So here is what I felt on Christmas Eve and Christmas Day and every day after…Anger and exhaustion. I am trying so hard to make all of the right choices and behave as best as possible given the gravity of his prognosis on my mind. Life feels like it has been unraveling the past three months and I can’t pin down what I need to. When I feel ready to place a pin, everything shifts. And I am trying so hard to keep my patience with a 3 year old testing his boundaries and independent ideas. Lord have mercy.
Every single Christmas with Dan has been a special delight. Even our first Christmas together, when I had the flu, was beautiful. I lay drenched on my parents couch in a blind fever and he sat with my (newly introduced) father, mother, sister, and sister’s boyfriend, intermittently caring for me and opening our gifts. Did I ever dream eleven years would bring us here to this experience? No.
No, never.
And I don’t believe at all that this was our last Christmas together. But it was a Christmas for me to grieve the loss of unknown future Christmases. As a friend pointed out, I may need to grieve every holiday and every special event all year long until September 19, 2015 before I can begin to heal what has happened to my heart. It is a simple fact of the unknown and adapting to a precarious diagnosis that begs, Who Knows? Of course we all live in our tiny, haphazard moments knowing that they may be the last … but we don’t typically dwell upon it. I am tightly curled within the dwelling. My prayer is for comfort, for peace. And that his my hope for 2015, despite our journey.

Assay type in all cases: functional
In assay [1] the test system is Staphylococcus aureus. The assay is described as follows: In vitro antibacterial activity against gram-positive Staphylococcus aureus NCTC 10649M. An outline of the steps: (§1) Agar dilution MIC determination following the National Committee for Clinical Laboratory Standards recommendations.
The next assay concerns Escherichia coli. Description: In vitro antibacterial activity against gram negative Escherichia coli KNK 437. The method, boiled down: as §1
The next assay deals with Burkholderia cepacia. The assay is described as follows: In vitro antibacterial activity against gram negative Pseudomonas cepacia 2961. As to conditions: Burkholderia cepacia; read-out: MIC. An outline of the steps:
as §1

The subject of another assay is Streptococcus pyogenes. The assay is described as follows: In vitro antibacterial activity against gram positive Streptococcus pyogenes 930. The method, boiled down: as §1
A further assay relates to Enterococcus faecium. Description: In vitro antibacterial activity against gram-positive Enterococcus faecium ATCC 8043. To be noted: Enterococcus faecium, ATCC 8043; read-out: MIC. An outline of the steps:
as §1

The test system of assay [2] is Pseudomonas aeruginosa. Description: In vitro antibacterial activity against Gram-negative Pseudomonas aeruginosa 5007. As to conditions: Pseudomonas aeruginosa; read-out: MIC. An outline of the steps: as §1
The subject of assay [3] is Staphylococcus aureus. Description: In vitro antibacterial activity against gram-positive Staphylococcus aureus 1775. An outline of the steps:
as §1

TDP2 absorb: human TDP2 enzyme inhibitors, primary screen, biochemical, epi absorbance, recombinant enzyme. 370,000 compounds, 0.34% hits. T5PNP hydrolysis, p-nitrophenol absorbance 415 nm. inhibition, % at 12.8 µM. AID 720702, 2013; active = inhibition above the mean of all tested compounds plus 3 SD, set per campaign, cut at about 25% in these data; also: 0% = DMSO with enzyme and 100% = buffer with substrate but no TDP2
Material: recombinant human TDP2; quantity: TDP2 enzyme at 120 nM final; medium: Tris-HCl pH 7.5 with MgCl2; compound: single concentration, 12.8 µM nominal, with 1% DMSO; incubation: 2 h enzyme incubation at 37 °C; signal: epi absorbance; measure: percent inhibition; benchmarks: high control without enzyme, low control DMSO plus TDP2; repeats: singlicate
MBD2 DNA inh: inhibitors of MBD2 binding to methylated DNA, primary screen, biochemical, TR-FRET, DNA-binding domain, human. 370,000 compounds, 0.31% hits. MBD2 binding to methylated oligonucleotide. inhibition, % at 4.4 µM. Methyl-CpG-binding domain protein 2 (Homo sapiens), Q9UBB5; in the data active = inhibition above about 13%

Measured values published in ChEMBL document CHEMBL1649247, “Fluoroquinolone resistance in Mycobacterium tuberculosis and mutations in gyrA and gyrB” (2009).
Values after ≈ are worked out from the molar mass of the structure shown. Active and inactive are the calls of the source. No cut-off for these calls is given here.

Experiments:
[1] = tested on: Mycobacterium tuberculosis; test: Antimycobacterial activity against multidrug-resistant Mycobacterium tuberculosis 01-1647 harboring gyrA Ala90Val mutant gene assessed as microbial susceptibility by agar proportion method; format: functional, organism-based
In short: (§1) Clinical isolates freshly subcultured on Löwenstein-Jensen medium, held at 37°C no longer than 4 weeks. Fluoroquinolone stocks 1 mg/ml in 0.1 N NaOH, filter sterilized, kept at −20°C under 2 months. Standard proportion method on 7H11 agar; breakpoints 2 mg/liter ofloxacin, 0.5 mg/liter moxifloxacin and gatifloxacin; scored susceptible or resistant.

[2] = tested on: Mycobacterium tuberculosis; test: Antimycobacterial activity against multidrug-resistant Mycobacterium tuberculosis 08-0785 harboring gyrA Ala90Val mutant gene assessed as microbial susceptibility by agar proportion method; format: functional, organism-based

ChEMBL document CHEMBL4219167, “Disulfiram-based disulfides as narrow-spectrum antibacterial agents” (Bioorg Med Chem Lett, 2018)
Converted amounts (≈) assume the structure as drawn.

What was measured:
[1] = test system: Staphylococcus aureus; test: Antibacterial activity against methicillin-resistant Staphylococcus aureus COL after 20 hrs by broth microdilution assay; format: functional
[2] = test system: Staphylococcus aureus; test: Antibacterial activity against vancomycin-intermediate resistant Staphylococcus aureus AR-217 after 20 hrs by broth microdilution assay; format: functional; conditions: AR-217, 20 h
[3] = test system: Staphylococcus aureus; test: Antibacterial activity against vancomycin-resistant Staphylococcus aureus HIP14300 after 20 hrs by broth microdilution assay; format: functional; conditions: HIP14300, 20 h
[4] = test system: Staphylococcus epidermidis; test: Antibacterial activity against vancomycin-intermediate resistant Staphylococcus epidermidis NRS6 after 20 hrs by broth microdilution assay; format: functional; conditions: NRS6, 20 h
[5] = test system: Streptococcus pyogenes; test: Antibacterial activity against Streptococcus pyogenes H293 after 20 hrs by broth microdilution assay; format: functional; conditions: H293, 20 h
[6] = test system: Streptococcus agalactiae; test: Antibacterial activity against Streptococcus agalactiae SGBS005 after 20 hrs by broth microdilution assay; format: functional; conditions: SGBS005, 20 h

Saturday, December 20, 2014

The Friday Before Christmas

It is hard to believe that three months ago to this day, we were receiving the shocking news about Dan’s cancer. All we knew at that time was that it was considered Stage 4 lung cancer because it had spread to his spine, lymph nodes, and brain.
In a strange way, I don’t even feel like the same person who received that news. I took that hit. And I survived. We both did. I don’t suppose you ever go back to the person you were before.
Today, at Dan’s 3rd chemotherapy infusion, I brought in sandwiches for lunch from Potbelly (Dan’s request) and I was concerned the odor might cause fellow patients to feel nauseous. I checked with the staff and also asked the man sitting nearest if he would let me know if the smell of our food bothered him. (Dan has had very little trouble with nausea, but I know that might not be the case for others.) When the man was getting ready to leave for the day, he came over and said a quick word to Dan about how nice he thought Dan’s wife was, and how he could tell Dan was a cancer survivor because of my kind consideration.
I am hardly a veteran. The habits and the places have just become familiar. So much still lies ahead, unknown.
I DO know the hospital really well now. I know how long it takes to get here depending on what kind of traffic there is at what time of day. I know it is best to send Raine to Bronwen in Sherwood, rather than reverse commute with McMinnville involved. I know where it is best to park. I know to bring a sweater because I’ll get cold. When we walk in for chemo treatments, we have Dan’s preferred chair, our expertly packed travel bags, knowledge of the mini fridge and where to get ice, how to use the microwave, how to connect our phones to the hospital Wifi. The familiar sound of his infusion has a rhythmic cadence that coaxes me into napping in the recliner next to him.
Despite the ease of the place and our habits, I felt a lot of anxiety about today. I knew we would get the results of Dan’s CT scan and that fearful knot in my stomach that took up residence 3 months ago tightened more and more as the days of this week crept by. I called April and asked her if she could visit this weekend. Luckily, she had a couple pop-up shops to do in Vancouver today and tomorrow, so she was able to come meet us at the hospital and take me to get lunch.